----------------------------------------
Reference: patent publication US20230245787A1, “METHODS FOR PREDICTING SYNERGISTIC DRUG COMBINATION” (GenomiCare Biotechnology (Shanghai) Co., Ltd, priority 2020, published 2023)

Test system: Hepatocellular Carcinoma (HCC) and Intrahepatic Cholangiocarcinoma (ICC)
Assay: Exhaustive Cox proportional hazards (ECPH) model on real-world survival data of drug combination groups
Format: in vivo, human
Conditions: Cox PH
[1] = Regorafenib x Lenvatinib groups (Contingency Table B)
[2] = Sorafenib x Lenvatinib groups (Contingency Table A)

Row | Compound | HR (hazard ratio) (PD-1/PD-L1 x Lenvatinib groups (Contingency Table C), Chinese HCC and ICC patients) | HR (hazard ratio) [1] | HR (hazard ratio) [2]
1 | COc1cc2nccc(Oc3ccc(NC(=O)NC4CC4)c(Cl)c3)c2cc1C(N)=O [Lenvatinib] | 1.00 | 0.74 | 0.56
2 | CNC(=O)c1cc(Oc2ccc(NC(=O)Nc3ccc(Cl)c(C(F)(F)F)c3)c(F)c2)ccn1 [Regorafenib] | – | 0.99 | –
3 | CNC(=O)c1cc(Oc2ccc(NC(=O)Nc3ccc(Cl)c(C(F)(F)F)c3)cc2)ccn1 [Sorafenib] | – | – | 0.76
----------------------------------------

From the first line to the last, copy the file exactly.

Reference: patent publication US20230245787A1, “METHODS FOR PREDICTING SYNERGISTIC DRUG COMBINATION” (GenomiCare Biotechnology (Shanghai) Co., Ltd, priority 2020, published 2023)

Test system: Hepatocellular Carcinoma (HCC) and Intrahepatic Cholangiocarcinoma (ICC)
Assay: Exhaustive Cox proportional hazards (ECPH) model on real-world survival data of drug combination groups
Format: in vivo, human
Conditions: Cox PH
[1] = Regorafenib x Lenvatinib groups (Contingency Table B)
[2] = Sorafenib x Lenvatinib groups (Contingency Table A)

Row | Compound | HR (hazard ratio) (PD-1/PD-L1 x Lenvatinib groups (Contingency Table C), Chinese HCC and ICC patients) | HR (hazard ratio) [1] | HR (hazard ratio) [2]
1 | COc1cc2nccc(Oc3ccc(NC(=O)NC4CC4)c(Cl)c3)c2cc1C(N)=O [Lenvatinib] | 1.00 | 0.74 | 0.56
2 | CNC(=O)c1cc(Oc2ccc(NC(=O)Nc3ccc(Cl)c(C(F)(F)F)c3)c(F)c2)ccn1 [Regorafenib] | – | 0.99 | –
3 | CNC(=O)c1cc(Oc2ccc(NC(=O)Nc3ccc(Cl)c(C(F)(F)F)c3)cc2)ccn1 [Sorafenib] | – | – | 0.76